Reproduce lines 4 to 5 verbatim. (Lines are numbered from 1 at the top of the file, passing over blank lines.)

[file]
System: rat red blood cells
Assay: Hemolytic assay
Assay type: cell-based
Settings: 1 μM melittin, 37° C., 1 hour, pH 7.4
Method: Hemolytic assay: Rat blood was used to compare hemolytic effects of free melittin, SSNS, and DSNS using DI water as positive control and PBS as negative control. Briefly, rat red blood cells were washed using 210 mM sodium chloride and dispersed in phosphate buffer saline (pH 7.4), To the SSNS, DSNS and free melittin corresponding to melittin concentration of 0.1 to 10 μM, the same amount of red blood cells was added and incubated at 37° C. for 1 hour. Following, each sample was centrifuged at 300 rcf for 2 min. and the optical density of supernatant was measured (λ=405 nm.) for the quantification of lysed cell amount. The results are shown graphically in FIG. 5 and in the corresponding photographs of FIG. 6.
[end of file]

Settings: 1 μM melittin, 37° C., 1 hour, pH 7.4
Method: Hemolytic assay: Rat blood was used to compare hemolytic effects of free melittin, SSNS, and DSNS using DI water as positive control and PBS as negative control. Briefly, rat red blood cells were washed using 210 mM sodium chloride and dispersed in phosphate buffer saline (pH 7.4), To the SSNS, DSNS and free melittin corresponding to melittin concentration of 0.1 to 10 μM, the same amount of red blood cells was added and incubated at 37° C. for 1 hour. Following, each sample was centrifuged at 300 rcf for 2 min. and the optical density of supernatant was measured (λ=405 nm.) for the quantification of lysed cell amount. The results are shown graphically in FIG. 5 and in the corresponding photographs of FIG. 6.